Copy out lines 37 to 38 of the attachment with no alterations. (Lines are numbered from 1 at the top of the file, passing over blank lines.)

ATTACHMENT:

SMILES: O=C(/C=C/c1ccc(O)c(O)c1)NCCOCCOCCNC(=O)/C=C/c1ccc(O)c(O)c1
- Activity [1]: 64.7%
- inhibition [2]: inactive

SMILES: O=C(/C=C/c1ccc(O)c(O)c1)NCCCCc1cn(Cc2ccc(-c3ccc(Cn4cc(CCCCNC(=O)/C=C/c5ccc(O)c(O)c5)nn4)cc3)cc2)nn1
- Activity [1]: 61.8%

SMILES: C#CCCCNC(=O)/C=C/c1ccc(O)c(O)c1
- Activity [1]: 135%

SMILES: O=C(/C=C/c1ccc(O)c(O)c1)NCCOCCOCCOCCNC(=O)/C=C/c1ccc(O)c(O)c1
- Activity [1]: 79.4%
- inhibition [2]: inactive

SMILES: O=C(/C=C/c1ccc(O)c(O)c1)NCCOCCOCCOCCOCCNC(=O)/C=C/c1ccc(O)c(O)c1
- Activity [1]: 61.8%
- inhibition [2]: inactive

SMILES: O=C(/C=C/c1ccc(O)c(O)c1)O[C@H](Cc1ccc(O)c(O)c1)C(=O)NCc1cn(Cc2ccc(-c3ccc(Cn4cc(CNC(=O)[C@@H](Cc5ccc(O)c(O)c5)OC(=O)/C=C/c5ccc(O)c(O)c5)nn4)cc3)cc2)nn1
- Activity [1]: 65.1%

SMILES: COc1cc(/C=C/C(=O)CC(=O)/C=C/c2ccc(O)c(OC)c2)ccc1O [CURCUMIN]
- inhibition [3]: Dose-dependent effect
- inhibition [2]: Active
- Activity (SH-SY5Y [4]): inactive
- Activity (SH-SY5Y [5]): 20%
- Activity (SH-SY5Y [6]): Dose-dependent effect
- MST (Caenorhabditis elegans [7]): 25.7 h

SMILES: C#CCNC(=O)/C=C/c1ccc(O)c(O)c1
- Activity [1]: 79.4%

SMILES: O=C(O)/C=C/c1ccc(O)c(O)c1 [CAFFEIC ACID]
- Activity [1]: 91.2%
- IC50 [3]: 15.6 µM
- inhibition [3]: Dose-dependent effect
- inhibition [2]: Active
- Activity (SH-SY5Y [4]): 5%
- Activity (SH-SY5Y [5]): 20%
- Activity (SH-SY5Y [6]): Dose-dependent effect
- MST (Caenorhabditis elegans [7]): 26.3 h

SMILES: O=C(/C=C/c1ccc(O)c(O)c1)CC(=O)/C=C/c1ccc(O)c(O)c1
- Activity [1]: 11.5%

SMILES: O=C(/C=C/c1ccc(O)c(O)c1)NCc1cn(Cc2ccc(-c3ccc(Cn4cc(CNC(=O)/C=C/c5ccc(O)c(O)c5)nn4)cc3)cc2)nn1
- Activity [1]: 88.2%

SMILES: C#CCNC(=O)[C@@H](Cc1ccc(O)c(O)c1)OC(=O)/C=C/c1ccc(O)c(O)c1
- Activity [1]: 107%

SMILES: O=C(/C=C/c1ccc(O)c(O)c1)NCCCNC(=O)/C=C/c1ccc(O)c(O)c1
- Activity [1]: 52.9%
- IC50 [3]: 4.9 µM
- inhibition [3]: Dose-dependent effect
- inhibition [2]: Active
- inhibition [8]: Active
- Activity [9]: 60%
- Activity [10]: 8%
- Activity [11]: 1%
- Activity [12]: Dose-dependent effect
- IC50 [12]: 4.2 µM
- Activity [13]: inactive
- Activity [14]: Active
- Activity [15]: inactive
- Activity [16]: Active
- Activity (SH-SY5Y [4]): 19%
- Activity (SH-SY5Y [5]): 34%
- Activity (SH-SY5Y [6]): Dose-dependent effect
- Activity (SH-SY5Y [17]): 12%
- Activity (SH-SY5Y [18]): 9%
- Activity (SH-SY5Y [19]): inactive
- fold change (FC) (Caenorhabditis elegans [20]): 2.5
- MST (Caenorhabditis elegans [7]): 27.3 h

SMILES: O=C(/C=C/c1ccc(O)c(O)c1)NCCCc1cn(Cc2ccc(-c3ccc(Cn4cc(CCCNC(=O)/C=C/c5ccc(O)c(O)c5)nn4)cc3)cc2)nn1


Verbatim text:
- Activity [1]: 88.2%

SMILES: C#CCNC(=O)[C@@H](Cc1ccc(O)c(O)c1)OC(=O)/C=C/c1ccc(O)c(O)c1